Like First Degree Murder, Manslaughter in Nebraska also takes two forms: 1) Sudden Quarrel Manslaughter and 2) Unlawful Act Manslaughter. Under Nebraska case law, Sudden Quarrel Manslaughter generally refers to killing in response to a “legally recognized and sufficient provocation which causes a reasonable person to lose normal self-control.” The Court will instruct the jury that the “question is whether there existed reasonable and adequate provocation to excite one’s passion and obscure and disturb one’s power of reasoning to the extent that one acted rashly and from passion, without due deliberation and reflection, rather than from judgment.”
This means that the circumstances prevented the actor from being able to deliberate. A classic example is when a spouse finds their partner in bed with someone else and kills them.
Unlawful Act Manslaughter is like felony murder in that death occurs during the commission of another crime, but, the crime can be much less serious than those required for Felony Murder. There are also specific charges like Motor Vehicle Homicide that can be filed when a death results from an unlawful act (i.e., drunk driving or child abuse). Manslaughter is punishable by up to 20 years of imprisonment in Nebraska.
Some cases can be defended with these common strategies and used to prove your innocence in court. Every situation is different and the details of your case will be thoroughly examined to determine the strongest defense strategy possible.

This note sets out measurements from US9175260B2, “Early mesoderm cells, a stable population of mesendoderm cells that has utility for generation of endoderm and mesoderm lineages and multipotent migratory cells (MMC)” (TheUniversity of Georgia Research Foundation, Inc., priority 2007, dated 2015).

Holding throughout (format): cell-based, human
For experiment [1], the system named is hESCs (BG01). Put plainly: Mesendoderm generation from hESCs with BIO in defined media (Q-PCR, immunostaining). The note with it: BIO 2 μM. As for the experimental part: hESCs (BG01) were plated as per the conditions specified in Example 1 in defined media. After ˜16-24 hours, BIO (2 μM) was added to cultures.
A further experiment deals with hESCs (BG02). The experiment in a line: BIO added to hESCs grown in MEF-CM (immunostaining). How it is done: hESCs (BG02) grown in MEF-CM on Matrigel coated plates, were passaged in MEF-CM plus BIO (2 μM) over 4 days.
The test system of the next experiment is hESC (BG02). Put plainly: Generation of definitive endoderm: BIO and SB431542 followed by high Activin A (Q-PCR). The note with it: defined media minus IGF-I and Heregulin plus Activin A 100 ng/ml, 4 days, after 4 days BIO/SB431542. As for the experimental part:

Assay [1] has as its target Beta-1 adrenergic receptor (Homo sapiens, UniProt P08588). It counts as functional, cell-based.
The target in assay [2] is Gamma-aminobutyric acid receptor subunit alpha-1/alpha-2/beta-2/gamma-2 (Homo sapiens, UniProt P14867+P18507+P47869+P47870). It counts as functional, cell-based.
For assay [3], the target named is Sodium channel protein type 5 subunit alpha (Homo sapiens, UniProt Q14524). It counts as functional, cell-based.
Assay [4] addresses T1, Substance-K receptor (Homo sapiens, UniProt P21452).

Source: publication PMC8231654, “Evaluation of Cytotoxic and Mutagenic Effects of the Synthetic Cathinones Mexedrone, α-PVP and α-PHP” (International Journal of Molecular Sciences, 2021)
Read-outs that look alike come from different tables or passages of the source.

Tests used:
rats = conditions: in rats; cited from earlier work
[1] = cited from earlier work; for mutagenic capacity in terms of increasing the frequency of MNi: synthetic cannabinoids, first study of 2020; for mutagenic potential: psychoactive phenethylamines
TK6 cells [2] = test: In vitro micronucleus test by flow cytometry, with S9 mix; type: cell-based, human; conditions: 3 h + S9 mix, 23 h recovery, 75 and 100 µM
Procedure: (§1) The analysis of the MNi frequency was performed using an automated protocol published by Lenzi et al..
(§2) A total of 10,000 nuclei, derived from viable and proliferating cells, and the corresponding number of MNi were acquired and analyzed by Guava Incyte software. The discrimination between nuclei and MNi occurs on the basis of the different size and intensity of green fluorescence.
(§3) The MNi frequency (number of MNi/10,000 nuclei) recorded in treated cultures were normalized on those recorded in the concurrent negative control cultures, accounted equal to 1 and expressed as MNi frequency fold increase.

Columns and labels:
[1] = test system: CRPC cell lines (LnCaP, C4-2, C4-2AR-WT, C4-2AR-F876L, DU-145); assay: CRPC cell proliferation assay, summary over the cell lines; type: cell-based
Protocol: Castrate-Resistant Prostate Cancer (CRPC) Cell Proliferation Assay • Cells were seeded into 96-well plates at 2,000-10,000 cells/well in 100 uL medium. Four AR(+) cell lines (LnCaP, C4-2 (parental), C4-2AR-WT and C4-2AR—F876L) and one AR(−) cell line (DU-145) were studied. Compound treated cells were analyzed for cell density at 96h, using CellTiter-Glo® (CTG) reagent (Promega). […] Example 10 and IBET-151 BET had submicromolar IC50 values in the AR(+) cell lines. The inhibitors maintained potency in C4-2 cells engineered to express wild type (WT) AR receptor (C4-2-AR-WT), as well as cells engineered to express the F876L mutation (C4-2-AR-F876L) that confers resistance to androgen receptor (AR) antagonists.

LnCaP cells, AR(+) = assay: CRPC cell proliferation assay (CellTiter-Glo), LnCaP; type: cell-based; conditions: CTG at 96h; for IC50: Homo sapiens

Some legal defense strategies that can be considered include:
- Self-defense: If an act was committed in the defense of yourself or others, it becomes a justifiable homicide.
- Alibi/misidentification: Murder charges can often be brought against the wrong person. Mistaken identity is possible. Digital forensic technology can be used to prove your innocence.
- Unlawful search and seizure: Police and law enforcement must follow procedure and respect civil rights when securing evidence. This evidence can be thrown out if it was obtained illegally.
- Insanity/ lack of mental capacity: Proving that the defendant lacks the ability to understand the nature and consequences of what they were doing or the difference between right and wrong could be a viable legal defense.
The laws defining murder and the distinctions between first-degree, second-degree, and manslaughter are very complicated in Nebraska. You need a qualified, experienced attorney to properly investigate the case and educate the jury about the interplay between the charges and possible defenses. A Nebraska homicide attorney can also counter flawed arguments and demonstrate your innocence using expert testimony and forensic evidence.
Contact a Nebraska Homicide Law Firm
If you or a loved one have been charged with homicide, it’s crucial to seek legal counsel as soon as possible. An attorney can work to build your defense from the moment after the arrest and help to protect your rights as we prepare for negotiations and trial.
Everyone deserves the right to a fair trial, but all lawyers are not created equal. You can level the playing field with help from a law firm with hundreds of years of collective criminal defense experience. Contact Berry Law today to learn how to put our experience to work for you.